MAY 10

A Prayer for the Ages

Bible Reading: Daniel 9

Daniel was a man dedicated to prayer.  And his prayer here in Daniel chapter 9 stands as one of the most majestic in all of Scripture.  John MacArthur has commented on this: “I don’t believe it is possible to underestimate the necessity and value of prayer. And the longer we study Scripture, the more we will return to this same theme because it appears all across the Bible. But of all the passages in the Old Testament that relate to prayer, there is perhaps none finer than Daniel 9…it provides for us a majestic model of what prayer is and should be.”

By the time of this prayer Daniel is in his eighties.  There are probably few, if any, who like him still hold precious memories of those days, before the captivity, when his people still lived in their land.  Through all these years he’s held to his faith and stood by his convictions, despite being immersed in a culture of idol-worshippers.  In his heart he yearns for the restoration of his people to their place.  Then he reads in Jeremiah of how God had promised to restore His people after 70 years (Jeremiah 25:11-12).  Daniel reads the prophecy and responds in humility and fervent prayer (Daniel 9:3).  Here are some of the ways in which Daniel’s prayer can serve as a good example to us:

Daniel prayed according to God’s will.  “Thy will be done” is an important element of our prayers (Matthew 6:10).  As a man of faith, Daniel lived with a desire to know and do the will of God.  When Daniel read of God’s plan to restore His people, his response was to pray.  Some might suggest there was no need for Daniel to pray, since God had already sovereignly decreed the matter.  But such an argument fails to realize how God has graciously chosen to work through His people and their prayers (albeit in a mysterious way) to accomplish His plans.  And as Daniel prayed (and Nehemiah, Ezra, and others too), their hearts were increasingly aligned to that which God was doing.

Daniel prayed according to God’s Word.  Daniel had read a promise by God.  He prayed that promise.  How are we to know the will of God?  One way we can ascertain something to be the will of God is if it is confirmed to us by the Word of God.  We do well to pray the promises of God as they relate to various aspects of our Christian lives.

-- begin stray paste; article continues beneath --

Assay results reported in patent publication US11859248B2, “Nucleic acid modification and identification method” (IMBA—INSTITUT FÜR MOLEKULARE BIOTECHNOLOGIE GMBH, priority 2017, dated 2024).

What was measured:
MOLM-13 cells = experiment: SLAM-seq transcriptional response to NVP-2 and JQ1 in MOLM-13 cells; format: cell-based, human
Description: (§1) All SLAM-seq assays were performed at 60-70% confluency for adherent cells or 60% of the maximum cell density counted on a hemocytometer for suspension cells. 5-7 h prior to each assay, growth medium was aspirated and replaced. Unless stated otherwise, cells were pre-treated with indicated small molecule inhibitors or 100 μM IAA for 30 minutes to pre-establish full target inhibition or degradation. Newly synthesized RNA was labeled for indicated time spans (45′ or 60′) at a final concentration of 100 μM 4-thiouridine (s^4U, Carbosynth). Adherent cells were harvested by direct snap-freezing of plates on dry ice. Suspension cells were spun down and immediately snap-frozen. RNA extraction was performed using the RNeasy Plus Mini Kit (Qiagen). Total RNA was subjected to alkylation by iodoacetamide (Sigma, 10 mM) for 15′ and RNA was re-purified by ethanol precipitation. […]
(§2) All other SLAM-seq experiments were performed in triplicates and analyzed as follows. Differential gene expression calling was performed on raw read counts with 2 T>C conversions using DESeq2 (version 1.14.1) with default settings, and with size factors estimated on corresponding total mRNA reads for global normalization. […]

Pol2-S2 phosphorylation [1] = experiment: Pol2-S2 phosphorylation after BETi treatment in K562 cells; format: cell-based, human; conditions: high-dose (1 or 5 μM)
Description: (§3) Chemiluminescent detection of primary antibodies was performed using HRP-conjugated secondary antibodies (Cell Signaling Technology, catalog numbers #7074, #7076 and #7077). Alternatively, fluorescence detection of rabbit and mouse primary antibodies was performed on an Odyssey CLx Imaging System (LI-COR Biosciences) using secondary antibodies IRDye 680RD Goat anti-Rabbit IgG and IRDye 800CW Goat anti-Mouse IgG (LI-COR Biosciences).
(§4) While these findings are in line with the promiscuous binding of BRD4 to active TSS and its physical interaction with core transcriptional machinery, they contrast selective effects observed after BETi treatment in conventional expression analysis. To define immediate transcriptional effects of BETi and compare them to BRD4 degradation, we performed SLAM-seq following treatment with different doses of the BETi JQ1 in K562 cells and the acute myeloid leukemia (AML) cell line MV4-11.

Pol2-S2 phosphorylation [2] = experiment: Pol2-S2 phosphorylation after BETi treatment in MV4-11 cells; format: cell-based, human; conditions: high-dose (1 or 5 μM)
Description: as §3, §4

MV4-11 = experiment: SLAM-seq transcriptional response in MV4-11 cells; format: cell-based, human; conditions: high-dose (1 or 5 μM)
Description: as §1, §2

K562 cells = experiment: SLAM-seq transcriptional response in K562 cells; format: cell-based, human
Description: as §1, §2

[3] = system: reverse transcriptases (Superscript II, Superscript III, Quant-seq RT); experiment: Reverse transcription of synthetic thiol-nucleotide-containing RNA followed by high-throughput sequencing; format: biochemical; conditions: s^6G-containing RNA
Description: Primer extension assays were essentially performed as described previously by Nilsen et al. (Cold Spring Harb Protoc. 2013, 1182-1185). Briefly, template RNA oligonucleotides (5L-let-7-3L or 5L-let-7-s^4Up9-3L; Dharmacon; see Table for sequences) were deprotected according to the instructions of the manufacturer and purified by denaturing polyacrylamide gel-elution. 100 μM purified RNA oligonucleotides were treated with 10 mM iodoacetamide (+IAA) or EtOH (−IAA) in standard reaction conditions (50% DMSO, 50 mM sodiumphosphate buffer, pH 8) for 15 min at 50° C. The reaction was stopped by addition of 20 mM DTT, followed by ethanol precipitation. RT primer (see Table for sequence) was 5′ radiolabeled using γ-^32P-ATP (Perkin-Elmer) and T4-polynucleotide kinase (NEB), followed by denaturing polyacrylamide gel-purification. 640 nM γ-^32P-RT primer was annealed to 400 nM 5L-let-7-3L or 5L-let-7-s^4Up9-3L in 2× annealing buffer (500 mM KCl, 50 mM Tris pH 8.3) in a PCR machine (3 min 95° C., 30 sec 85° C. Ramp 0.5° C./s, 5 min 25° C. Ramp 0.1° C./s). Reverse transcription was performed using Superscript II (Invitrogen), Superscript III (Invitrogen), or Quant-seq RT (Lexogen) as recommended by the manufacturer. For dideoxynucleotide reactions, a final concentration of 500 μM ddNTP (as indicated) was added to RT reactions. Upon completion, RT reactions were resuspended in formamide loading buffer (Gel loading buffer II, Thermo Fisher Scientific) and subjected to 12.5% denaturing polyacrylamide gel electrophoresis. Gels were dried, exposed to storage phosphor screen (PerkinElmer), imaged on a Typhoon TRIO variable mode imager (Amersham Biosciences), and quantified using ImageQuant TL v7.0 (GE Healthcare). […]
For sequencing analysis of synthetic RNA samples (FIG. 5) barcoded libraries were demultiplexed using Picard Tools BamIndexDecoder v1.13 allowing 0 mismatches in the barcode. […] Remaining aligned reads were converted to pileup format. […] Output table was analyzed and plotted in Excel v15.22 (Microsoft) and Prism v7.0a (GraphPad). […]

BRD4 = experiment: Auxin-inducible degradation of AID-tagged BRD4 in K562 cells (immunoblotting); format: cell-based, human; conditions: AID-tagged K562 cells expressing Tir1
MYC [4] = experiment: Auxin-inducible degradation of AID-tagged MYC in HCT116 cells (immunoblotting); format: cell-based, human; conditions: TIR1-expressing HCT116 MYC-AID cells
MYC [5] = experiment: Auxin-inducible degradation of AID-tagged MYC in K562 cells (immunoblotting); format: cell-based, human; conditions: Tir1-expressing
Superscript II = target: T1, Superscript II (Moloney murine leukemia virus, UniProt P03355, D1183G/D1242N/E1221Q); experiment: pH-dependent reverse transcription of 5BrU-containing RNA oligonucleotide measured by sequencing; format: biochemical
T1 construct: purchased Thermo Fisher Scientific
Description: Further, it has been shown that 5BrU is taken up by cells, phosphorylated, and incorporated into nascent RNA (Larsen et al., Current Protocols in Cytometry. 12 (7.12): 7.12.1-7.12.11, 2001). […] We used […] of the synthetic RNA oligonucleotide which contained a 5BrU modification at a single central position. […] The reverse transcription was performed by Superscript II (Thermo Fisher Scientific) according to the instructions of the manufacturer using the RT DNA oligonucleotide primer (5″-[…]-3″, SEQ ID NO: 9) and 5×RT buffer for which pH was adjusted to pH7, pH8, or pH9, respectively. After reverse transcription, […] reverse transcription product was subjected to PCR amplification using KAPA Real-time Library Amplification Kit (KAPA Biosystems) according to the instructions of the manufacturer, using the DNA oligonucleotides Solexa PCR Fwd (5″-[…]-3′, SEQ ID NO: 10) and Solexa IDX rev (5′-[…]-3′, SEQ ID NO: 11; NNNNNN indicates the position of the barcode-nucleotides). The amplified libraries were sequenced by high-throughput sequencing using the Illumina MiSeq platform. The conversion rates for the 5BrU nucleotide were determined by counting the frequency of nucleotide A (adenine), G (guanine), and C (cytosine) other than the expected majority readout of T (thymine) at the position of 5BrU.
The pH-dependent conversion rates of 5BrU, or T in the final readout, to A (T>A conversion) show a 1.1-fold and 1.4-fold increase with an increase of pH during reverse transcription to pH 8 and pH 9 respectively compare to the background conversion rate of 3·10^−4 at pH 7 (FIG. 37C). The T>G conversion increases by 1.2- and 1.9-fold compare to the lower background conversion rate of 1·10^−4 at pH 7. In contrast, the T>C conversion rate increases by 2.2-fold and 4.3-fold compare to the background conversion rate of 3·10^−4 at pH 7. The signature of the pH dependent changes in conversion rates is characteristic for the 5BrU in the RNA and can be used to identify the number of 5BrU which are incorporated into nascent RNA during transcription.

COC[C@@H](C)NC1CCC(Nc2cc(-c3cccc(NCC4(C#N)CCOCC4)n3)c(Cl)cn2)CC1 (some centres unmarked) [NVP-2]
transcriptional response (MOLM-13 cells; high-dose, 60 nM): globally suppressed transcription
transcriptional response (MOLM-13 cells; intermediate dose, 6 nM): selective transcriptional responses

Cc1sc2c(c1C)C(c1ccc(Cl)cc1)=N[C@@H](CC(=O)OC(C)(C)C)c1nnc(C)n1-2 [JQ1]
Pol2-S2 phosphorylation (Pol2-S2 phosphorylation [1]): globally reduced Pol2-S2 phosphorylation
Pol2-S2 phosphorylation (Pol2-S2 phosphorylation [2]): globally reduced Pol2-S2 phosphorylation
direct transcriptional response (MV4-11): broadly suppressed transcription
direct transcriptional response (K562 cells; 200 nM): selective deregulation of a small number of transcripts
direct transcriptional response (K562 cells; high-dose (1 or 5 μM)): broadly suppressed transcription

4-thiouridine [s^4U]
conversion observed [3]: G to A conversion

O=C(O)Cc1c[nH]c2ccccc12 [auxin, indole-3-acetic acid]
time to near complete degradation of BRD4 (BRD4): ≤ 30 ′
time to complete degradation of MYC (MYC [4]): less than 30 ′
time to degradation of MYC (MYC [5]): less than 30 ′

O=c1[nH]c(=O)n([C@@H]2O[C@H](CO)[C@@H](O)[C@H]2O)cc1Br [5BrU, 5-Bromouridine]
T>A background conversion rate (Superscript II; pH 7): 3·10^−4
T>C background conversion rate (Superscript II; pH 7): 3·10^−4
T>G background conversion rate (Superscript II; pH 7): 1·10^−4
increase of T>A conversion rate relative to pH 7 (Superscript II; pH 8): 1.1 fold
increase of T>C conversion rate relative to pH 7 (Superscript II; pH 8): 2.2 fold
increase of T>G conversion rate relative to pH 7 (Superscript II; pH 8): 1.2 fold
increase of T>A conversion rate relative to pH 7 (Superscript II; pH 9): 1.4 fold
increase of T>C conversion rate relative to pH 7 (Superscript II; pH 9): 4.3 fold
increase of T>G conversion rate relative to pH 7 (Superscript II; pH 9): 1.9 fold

Daniel prayed according to who God is.  Note how Daniel worshiped in his prayer in acknowledging precious truths regarding God’s nature.  He is the great and awesome God!  The God who is faithful and steadfast in His love.  He is righteous, yet merciful. And is the God of truth.  Underlying Daniel’s prayer is an awareness of God’s sovereignty.  Daniel knew Who it was he was praying to.

Daniel prayed confessing their sins.  In confessing their sins, Daniel fully identified himself with his people.  Daniel understood the gravity of their sins and how their rebellion had worked to bring about this calamity.  “We have sinned, we have done wickedly” Daniel prayed (Daniel 9:15).  Confession of sin is an important aspect of our prayers. 

Daniel prayed unto God’s glory.  Daniel understood how rebellion had worked to debilitate God’s chosen people from fulfilling their God-given role of bringing honor to Him.  Instead of bringing glory to God, they had become “a byword among all” who were around them (Daniel 9:16).  Daniel’s prayer was for the restoration of God’s people that God would be glorified through them (Daniel 9:19).  Likewise, we pray “hallowed be Thy name” (Matthew 6:9). 

Daniel prayed for God to act.  Note the intensity of Daniel’s supplication, “O Lord, hear; O Lord, forgive. O Lord, pay attention and act. Delay not” (Daniel 9:19).  He prayed fervently and specifically regarding the matter, asking God for an immediate response.  And that’s exactly what God did, sending Gabriel with a message while Daniel was still praying (Daniel 9:21)!  And God responded to Daniel’s prayer in unveiling His plan for the ages (Daniel 9:24-27)!  There’s much instruction and encouragement in prayer we can gain by looking to Daniel’s example.

In Prayer, we Humbly Engage Ourselves in That Which God is Doing

HAVE THINE OWN WAY, LORD

Have Thine own way Lord
Have Thine own way
Thou art the potter I am the clay
Mold me and make me after Thy will
While I am waiting yielded and still

Have Thine own way Lord
Have Thine own way
Search me and try me Master today
Whiter than snow Lord wash me just now
As in Thy presence humbly I bow

Have Thine own way Lord
Have Thine own way
Hold over my being absolute sway
Filled with Thy spirit till all can see
Christ only always living in me

Author: looking2jesus13

Having served as pastor at Lewis and Clark Bible Church, in Astoria, Oregon, for almost three decades, my wife’s cancer diagnosis led to my retirement and subsequent move to Heppner to be near our two grandchildren. I divide my time between caring for Laura and working as a part time hospice chaplain and spending time with family and spoiling my chocolate lab.

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